Janice Dickinson for Orbit Gum/Maxim Mag Advertorial
Photo by Emily Shur
Summer Bishil for Bust Magazine
Photo by Emily Shur
I have been wanting to post about lighting for a while so I will conveniently use these two new images of mine to illustrate my points. When I first starting shooting, I would overcompensate for my technical insecurities by over-lighting everything. I would bring a million lights to every shoot and light every square inch of the frame. I would never take in the situation and decide the best lighting for that particular time and place. That didn’t matter. I just wanted it to be bright…bright bright bright!! Oh, and can you make that edge light a half stop brighter while you’re at it?
Let me jump in here real quick and say that lighting, along with everything regarding the look of your photography, is a matter of personal preference. I am in no way saying that I am right, and someone who likes their work to be heavily lit is wrong. I’m just writing about some things I’ve learned along the way that helped me develop MY aesthetic.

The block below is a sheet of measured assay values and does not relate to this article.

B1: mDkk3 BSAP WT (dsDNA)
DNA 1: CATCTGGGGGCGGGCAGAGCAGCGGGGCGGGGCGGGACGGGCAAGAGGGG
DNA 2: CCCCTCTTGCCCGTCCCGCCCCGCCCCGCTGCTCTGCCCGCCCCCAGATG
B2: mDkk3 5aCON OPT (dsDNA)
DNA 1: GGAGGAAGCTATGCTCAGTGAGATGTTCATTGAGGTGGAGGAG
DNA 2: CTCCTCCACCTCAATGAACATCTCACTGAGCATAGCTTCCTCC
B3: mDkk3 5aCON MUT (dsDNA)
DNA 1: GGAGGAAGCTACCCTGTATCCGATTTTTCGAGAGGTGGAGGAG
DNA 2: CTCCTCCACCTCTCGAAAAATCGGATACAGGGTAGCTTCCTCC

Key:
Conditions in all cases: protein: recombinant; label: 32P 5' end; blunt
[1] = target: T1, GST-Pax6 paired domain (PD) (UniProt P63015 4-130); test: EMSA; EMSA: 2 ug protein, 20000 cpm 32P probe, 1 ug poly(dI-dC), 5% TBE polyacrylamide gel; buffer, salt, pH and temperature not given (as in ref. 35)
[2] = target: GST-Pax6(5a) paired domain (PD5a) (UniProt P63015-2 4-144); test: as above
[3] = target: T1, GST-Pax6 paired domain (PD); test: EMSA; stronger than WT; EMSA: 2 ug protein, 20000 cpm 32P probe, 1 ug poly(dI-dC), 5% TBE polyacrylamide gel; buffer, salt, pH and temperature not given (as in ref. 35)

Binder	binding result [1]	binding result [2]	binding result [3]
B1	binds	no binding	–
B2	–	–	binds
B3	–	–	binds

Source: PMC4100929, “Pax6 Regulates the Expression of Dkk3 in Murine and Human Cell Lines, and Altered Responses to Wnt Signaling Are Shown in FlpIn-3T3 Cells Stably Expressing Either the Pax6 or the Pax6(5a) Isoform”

The two images above were both lit with one light. They were both shot on film and lightly retouched (ok, who are we kidding…Janice was a little more than lightly retouched). The image of Janice Dickinson was shot in Malibu, and the Summer Bishil was shot in my house. The Janice shoot had a pretty decent budget, while the Summer shoot had none whatsoever. Although you might have a truck full of lighting and grip, which is what we had in Malibu, the shot might just call for one well placed light. I have learned throughout the years that shaping light, picking the right source of light, and balancing lighting ratios are waaaaay more important than having a ton of heads on set at your disposal. My advice for someone starting out and learning about light would be to limit yourself to three lights maximum in any one picture. See if you can make it work with one light. Learn about filling in your light with cards instead of just throwing another head in the mix. Learn about negative fill. Learn about different light modifiers and see how they change the quality of your one lonely light. That one light will be your best friend.